Skip to main content


Showing posts with the label Maintenance

Engineering Cooling Products (ECP) radiator

With a large oil cooler in front of the radiator, I noticed that the water temperature exceeded 115 °C. At such temperatures, the ECU starts to pull timing to reduce engine power output. I resealed the radiator shroud, cleaned out debris, installed a 160  thermostat (71 °C) and lowered the fan settings with HP tuners, but this was still an issue. The stock radiator had developed a hairline crack in the plastic end tank, which I discovered by luck when running the engine without the radiator and the fan shroud removed. A DeWitts or Ron Davis radiator was my preferred solution, but after adding shipment costs and import taxes the total was above $1000, so I decided to go for the less expensive Engineering Cooling Products (ECP) radiator for the C5. The ECP radiator arrived without any visible damage, which is always a risk when having fragile parts transported long distance. I bought it with a consumable electrode, to replace the flimsy petcock supplied.  The radiator installed nicely an

Bleed clutch master and slave using vacuum

On the first track day with the Z06, the clutch pedal stuck to the floor as I shifted at high RPM. Imagine my surprise and disappointment. I could pull the clutch pedal up and continue, but it would repeat itself at intervals. I tried the "ranger method" numerous times to bleed the slave cylinder, but it didn't help.  I was about to start pulling down the exhaust etc. to access the bleed screw and purchase a Tick Master Cylinder, but then I found this thread: Clutch bleeding from the mc I figured I should give it a try: I drained and cleaned the reservoir and refilled it with new high temp brake fluid (Castrol React Performance DOT 4). I then applied vacuum to the master cylinder port using a MityVac. As can be seen, a lot of air pockets and old fluid was released. The vacuum makes the slave cylinder collapse, which squeeze out more of the old fluid than when using the ranger method. New fluid is sucked in by the reminding vacuum when the MityVac is removed. I repeated th

Opening boot lid - spring hack

The boot lid clicks open with a button, but annoyingly enough it does not raise high enough to slide a in a hand. Eventually, the paint wears away as you grab one of the corners to raise it. I installed a spring from an old welding cable, which helps to push the lid further up when opened. Problem solved! Cost $0.

Flip key fob for Corvette

The GM key fob has no tactile feedback, it reacts slowly and the rubber caps wear out. Fortunately, someone has reprogrammed VW key fobs to work with GM cars - and the Corvette C5. You have to cut the stock key in half. Make sure that you don't cut too far down, otherwise the key will not fully enter the ignition lock - making it impossible to turn the key (BTDT). More information and links to e-bay on the  Corvette Forums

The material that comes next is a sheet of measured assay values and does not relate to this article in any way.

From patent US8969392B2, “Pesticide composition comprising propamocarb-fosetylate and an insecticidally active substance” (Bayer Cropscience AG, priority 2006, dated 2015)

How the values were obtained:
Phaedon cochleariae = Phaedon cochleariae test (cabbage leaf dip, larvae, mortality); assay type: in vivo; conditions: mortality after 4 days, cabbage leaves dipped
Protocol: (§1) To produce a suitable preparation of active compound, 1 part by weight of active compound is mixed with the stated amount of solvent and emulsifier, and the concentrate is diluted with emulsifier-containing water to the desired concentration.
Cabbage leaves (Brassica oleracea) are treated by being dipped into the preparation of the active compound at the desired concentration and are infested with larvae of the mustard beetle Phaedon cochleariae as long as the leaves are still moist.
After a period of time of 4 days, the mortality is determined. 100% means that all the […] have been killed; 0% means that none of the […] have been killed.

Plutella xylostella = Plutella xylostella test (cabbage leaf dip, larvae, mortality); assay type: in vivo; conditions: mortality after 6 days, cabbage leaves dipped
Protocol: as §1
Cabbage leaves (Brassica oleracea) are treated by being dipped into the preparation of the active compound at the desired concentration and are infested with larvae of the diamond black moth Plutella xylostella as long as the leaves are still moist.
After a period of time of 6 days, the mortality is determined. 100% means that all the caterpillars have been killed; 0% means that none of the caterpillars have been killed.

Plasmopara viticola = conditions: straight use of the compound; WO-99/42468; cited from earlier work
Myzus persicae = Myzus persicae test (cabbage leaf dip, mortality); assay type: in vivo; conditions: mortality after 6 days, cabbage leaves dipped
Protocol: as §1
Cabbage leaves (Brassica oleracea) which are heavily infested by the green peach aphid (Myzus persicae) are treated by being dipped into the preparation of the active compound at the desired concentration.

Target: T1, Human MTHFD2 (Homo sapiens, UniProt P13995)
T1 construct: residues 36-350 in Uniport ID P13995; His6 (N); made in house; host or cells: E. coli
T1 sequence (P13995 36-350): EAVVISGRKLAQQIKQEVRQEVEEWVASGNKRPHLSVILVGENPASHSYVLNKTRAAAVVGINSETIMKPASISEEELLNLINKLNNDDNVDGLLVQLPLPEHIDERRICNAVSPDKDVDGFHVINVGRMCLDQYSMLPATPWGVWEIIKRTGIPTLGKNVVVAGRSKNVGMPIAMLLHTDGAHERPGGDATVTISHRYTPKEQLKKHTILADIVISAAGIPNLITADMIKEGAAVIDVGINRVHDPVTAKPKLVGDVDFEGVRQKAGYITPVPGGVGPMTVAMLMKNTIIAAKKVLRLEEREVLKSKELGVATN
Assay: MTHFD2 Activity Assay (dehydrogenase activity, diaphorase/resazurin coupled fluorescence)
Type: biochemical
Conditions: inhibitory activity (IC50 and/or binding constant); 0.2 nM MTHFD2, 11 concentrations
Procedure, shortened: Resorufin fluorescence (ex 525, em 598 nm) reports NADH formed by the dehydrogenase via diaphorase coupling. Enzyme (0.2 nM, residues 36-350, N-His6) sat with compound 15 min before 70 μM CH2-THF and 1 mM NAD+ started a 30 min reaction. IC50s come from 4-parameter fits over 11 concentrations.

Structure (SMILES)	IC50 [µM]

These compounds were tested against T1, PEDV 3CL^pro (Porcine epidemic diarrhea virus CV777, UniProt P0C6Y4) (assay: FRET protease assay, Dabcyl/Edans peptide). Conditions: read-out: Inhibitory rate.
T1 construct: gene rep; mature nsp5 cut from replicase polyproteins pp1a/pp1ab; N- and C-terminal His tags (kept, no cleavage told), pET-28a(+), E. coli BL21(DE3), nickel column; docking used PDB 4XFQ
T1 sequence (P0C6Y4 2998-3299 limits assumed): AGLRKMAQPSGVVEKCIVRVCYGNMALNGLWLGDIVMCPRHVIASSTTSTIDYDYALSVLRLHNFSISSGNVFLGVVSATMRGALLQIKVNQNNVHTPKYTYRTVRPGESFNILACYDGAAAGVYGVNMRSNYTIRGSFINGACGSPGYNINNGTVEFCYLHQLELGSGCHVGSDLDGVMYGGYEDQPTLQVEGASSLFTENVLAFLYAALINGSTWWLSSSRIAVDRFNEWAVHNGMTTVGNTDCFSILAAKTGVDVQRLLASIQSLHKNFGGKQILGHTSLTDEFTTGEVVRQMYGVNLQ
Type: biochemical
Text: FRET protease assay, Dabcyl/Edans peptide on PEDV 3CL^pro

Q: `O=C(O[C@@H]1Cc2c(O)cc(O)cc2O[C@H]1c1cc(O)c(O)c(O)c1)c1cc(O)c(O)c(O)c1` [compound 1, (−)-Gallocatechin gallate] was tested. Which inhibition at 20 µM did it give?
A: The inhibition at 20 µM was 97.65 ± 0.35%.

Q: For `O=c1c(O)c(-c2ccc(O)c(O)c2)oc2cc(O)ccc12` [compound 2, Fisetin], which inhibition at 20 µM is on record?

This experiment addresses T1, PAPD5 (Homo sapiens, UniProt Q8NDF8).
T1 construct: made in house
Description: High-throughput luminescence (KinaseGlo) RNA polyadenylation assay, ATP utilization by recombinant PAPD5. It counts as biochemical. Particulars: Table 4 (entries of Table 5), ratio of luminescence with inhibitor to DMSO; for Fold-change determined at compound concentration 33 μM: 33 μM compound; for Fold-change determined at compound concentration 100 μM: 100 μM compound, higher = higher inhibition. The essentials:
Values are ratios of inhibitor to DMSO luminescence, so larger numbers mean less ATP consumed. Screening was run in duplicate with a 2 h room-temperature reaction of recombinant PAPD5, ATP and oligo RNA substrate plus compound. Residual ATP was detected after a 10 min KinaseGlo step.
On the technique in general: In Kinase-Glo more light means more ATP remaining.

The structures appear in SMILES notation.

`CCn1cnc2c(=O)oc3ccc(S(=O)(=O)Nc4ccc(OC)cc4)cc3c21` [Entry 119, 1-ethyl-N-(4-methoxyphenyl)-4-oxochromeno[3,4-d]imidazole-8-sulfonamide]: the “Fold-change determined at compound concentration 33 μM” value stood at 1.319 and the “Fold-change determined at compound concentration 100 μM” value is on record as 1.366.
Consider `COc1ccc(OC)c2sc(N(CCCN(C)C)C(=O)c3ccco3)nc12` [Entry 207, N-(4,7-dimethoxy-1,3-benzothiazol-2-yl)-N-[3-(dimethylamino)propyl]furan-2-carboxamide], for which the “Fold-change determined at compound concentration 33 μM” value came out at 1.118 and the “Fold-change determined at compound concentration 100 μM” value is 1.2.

Replace front main seal, balancer and gaskets

Oily bottom end With an oil pan soaked in oil, it was time for repairs.  I had planned to replace the harmonic balancer with an ATI underdrive unit, but it was simply too expensive after adding shipping costs and 25% VAT. I decided on an OEM PB1117N Dayco balancer. Ouch, what a mess I found non-factory sealant between the front cover edge and the oil pan, so someone has previously serviced the engine. They obviously didn't care about centering the front cover and seal, which resulted in uneven wear of the seal, which again wore down the sealing surfaces of the harmonic balancer. To avoid a revisit later on, I decided to change all other parts that could be causing an oil or water leak in this area. Front cover gasket, water pump gaskets, front end seal. The lower oil pan gasket was changed last year. Removing and reinstalling harmonic balancer The first attempt at removing the balancer failed. I retried with a stronger puller with a sharp end tip, which would secure itself securely

Replace yellow LS6 valve springs

I came across a spreadsheet on with reported valve spring failures linked to the car build date. My 2003 with yellow valve springs was right in the sweet spot for a failure, which is not a good mix with track day usage and high RPMs. I decided to use the blue GM Performance valve springs, as I don't have any immediate plans for a cam upgrade. To prevent valves from dropping after removing the retainers, I coil up a rope through the plug hole and then rotate each cylinder towards TDC. When the breaker bar resisted rotation, I know that the rope is pushing on the valves. I then remove the retainers using a magnetic tool and a light tap with a plastic hammer.  While the valve springs are out, it would be dumb not to change the valve stem seals as well. The seals are easily removed using a plier, and I simply push the new seals on using a valve spring. I checked the valve gear for wear. The tappets looked almost like new, and I couldn't find any valve guide wear/p

Interior plastic repairs

While disassembling parts of the dash and center console to repair the HVAC display, large pieces of brittle plastic disintegrated. To assemble the parts again, the plastic would need repairs.  Using a soldering iron, a Dremel tool and some leftover ABS plastic and zip ties as additional material, the cracked pieces were rebuilt.  The piece above the thermistor/air temperature sensor was broken off and missing, and was rebuilt by cutting out a similar profile from a piece of plastic. By melting deep into the original plastic piece, the new plastic bonds nicely.  Dremel tool and soldering iron used to repair the broken plastic pieces Repairs finished